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1867: Heartless

Sussex Advertiser - Saturday 11 May 1867



A heartless fellow.

On Wednesday a man passing by the name of John Mitchell, and who pretended to come from Leeds, Yorkshire, was brought before Warden G. Sergison, Esq., by Supt. Akehurst, on a charge of deserting his child, an intelligent looking boy of seven years old.

It appeared that prisoner, who has no vocation, has gone by the names of Spight and Speed at various times, and it is believed that the former is his right name, that he formerly belonged to the 18th Royal Irish, L.I., and is in receipt of a pension. By the evidence it was shown that prisoner was in the neighbourhood of Cuckfield with a woman he had picked up on the road, on the 31st of December last, and the little boy whom they deserted, and who was found by Hoilingsworth, a clergyman, sitting on a lump of stones the evening, almost perishing from cold and hunger. It being a most inclement night, that gentleman took the boy to the police station, and P.C. Taylor, E.S.C., obtained an order for his admittance into the union workhouse, where he has since remained.

Cuckfield Union Workhouse c1890 colourised - image courtesy of Cuckfield Museum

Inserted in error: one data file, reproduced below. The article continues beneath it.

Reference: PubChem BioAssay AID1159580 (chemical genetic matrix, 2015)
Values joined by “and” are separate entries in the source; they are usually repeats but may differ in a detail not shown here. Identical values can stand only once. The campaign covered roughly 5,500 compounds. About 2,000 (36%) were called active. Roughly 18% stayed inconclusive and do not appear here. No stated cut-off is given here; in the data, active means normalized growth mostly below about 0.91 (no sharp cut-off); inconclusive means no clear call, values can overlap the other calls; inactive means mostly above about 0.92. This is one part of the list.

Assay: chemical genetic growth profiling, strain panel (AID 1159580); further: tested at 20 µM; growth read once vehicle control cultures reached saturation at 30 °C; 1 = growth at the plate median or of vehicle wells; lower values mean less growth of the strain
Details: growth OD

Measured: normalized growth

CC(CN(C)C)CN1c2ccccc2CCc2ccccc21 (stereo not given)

Prisoner on Tuesday night last also procured an order for the vagrants' ward, in the hope that the child would be delivered up to him and should escape punishment, but a warrant was obtained and he was taken into custody. He behaved with a good deal of effrontery and said he had always treated the child well and would continue to so if it was delivered over to him, telling a most undoubted tissue of falsehoods, and making up a most improbable story.

Mr Waugh, magistrates' clerk, observed that he believed he had told nothing but lies since he had been in the room, and they did not believe a word he said.

It appeared that the child's mother is supposed to have died upwards of three years since, and that prisoner has been using the poor boy as a decoy to induce charity.

The child's statement was that his father was a pensioner who had been through the Crimean war, and that he received his pension at Guildford, and it was also shown that he had boasted of his pension, but now denied jt and said he had never been in the army.

Mr Taylor, schoolmaster at the Union, said the boy was very good and tractable. When he came into the house he appeared nearly starved, and had not learned a letter, but was now learning fast.

Mr Jones, head porter, said all prisoner had about him when he came to the house was a pipe and a knife, but he said if the magistrates would allow him to take the child he would keep him.

Mr Sergison—And he will soon get into the same state again. As you have nothing, how do you suppose you can keep him?

Prisoner (impudently)—By my own industry. But I must have work first.

Mr Sergison—l do not think it proper you should take the child at present, but if you have it again I hope you will take care of it. You are committed to hard labour for 28 days, and enquiries shall be made into your antecedents and about the pension.

Prisoner—Very well; when I come out I will never come for the boy again, and as to the pension I wish you may find it out; it will take you all your time.

He was then removed.

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